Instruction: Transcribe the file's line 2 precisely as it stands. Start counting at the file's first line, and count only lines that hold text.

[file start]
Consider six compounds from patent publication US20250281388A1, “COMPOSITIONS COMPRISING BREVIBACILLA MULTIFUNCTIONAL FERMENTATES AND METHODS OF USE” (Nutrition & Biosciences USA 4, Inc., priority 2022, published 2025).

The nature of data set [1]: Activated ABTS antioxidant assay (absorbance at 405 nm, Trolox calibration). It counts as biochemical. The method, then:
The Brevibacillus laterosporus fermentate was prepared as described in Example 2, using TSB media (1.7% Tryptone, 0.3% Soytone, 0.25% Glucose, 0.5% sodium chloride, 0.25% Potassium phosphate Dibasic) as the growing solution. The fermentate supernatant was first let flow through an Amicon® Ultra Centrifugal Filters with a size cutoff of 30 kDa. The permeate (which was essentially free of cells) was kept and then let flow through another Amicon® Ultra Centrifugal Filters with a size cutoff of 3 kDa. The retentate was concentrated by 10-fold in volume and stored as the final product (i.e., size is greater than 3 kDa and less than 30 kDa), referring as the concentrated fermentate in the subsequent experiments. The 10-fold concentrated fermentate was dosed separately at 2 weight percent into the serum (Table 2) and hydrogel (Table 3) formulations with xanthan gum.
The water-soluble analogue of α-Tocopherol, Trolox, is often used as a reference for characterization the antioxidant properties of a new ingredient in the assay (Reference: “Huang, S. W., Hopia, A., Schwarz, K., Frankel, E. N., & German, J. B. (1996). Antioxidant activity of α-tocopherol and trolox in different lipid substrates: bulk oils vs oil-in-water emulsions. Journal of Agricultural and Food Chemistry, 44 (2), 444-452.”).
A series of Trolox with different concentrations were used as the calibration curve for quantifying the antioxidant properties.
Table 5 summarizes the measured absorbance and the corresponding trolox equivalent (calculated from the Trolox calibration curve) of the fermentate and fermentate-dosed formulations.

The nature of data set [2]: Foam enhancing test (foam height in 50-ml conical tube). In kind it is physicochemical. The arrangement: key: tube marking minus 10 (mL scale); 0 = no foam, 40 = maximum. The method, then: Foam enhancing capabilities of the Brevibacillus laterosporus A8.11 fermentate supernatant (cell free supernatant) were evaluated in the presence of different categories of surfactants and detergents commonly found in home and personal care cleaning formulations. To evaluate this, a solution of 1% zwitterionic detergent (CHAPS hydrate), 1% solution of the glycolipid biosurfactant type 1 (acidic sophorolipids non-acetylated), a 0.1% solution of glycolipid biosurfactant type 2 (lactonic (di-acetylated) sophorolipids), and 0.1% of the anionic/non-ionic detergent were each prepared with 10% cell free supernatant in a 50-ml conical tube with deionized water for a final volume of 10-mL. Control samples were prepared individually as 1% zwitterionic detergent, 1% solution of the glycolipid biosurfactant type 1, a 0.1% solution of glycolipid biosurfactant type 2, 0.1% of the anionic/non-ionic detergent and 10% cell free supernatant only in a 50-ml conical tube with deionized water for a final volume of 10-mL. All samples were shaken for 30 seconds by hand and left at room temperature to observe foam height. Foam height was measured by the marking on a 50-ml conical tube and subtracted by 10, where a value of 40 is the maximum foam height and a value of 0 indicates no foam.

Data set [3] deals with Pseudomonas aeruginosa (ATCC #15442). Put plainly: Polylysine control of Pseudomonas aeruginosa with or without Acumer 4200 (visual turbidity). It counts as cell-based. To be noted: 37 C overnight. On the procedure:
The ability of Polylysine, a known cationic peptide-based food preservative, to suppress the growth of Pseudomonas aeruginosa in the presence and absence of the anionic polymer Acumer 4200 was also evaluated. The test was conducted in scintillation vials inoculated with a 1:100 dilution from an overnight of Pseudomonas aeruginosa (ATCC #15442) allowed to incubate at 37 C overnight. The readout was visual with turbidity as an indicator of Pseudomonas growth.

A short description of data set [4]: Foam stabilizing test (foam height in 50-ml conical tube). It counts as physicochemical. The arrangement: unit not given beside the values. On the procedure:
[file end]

The nature of data set [1]: Activated ABTS antioxidant assay (absorbance at 405 nm, Trolox calibration). It counts as biochemical. The method, then: